The ports of Los Angeles and Long Beach are facing increased congestion this President’s Day weekend, with work partially halted amid a labor dispute between port employers and the dockworkers’ union.
As of Friday morning, as many as 27 ships waited at anchor outside the two ports, with just as many at berth, according to Port of Los Angeles spokesman Phillip Sanfield.
The shipping yards — “chock full” of cargo — are 95 percent full, well beyond the “efficient” ideal of 80 percent, Sanfield said.
The ports are at a “breaking point,” and there are fears this latest labor dispute could drive companies like Walmart, Target and others to shy away from West Coast ports, opting instead for Canadian, Gulf Coast and even East Coast ports, he said.
Lee Peterson, spokesman for the Long Beach port, echoed this worry, saying that once the dispute is resolved, “we would hope to try to win back the business we are losing, but it will be difficult.”
Sanfield noted the amount of cargo from Asia will likely taper off for about two weeks when production shuts down in observance of the upcoming Lunar New Year holiday on Feb. 20. This could allow terminal operators to “get some catch up work done, clear up docks,” he said.
Under an order by the Pacific Maritime Association, which represents port employers, vessel loading and unloading activities at the ports were suspended Thursday — which was Lincoln’s birthday — and will be suspended again today, Sunday and Monday — which is Presidents Day — so companies will not be forced to pay holiday and weekend salaries to union workers, whom they have accused of slowing port operations during the contract dispute.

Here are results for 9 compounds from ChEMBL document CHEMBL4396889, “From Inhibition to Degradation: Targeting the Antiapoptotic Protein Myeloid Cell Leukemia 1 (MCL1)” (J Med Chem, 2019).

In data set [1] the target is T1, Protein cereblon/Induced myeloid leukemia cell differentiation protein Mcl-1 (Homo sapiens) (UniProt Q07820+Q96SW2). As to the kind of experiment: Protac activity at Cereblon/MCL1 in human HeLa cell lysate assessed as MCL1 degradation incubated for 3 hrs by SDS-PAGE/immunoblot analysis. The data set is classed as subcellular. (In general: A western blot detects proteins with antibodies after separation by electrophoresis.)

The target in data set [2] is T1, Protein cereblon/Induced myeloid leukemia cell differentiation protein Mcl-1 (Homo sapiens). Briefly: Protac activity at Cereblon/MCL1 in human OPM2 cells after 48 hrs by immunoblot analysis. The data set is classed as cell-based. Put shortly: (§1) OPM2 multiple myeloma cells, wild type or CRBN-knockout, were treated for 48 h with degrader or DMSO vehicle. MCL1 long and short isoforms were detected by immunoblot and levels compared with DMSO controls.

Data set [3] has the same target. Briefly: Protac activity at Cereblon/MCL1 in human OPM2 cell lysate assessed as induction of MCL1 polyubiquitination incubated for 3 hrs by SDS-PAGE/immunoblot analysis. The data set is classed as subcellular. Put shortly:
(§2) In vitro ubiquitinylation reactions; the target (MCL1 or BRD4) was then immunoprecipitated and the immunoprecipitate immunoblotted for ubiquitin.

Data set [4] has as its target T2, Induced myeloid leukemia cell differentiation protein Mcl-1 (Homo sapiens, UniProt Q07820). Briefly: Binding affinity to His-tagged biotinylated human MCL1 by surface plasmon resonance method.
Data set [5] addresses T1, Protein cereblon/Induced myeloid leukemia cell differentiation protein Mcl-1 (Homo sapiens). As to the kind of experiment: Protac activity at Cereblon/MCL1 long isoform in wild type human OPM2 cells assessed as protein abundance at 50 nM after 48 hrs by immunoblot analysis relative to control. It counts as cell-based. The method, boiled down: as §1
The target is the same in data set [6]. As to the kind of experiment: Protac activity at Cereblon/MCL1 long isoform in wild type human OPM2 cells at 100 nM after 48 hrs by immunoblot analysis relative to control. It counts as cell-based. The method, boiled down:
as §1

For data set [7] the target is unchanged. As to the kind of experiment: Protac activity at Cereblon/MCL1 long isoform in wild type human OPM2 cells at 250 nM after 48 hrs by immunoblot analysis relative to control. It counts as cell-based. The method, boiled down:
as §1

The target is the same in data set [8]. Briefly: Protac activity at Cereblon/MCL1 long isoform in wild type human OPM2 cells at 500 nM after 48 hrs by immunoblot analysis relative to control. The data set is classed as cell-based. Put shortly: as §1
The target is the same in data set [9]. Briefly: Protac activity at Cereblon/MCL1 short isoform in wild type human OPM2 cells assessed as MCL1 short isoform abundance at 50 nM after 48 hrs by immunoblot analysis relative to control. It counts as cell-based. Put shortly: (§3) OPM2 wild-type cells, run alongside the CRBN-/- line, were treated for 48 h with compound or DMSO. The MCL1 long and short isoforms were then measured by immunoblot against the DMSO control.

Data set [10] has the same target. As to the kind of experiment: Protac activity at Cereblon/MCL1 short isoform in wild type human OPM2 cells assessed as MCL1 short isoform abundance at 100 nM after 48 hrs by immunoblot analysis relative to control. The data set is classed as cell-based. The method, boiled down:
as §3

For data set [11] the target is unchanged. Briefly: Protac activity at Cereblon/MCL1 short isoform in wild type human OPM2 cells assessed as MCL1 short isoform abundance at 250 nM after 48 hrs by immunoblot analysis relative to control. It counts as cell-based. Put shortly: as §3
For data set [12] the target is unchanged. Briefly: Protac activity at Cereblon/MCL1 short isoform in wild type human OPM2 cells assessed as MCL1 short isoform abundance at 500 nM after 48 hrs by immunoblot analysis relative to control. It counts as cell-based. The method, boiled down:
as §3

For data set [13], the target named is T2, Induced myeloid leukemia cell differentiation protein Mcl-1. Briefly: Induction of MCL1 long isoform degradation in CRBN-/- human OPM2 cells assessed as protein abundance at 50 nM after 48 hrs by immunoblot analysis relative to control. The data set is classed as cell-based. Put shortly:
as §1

Although vessel operations will be halted, yard, gate and rail operations will continue at the ports, according to the association.
The International Longshore and Warehouse Union has repeatedly denied taking part in a coordinated effort to slow port operations. Union officials have said employees are not given enough training opportunities so there are not enough qualified employees who can come to work.
The two sides are engaged in talks facilitated by a federal mediator, who is speaking to each side separately, according to ILWU spokesman Craig Merrilees.
Congestion at the ports in recent months has also been attributed by the union to industry-wide changes that include larger ships dropping off and picking up more cargo at the ports.
According to the PMA, longshore workers and clerks would be paid between $54 and $75 an hour on the holiday and weekend days, while foremen would receive $77 to $92 an hour.
“PMA members have concluded that they will not conduct vessel operations on those dates, paying full shifts of ILWU workers such high rates for severely diminished productivity while the backlog of cargo at West Coast ports grows,” according to a statement from the association.
Vessel operations also were halted last weekend. The action by the PMA affects not only the Los Angeles/Long Beach complex, but all West Coast ports.
The ILWU blasted last weekend’s halt of vessel activity as “crazy and irresponsible.”
— Staff and wire reports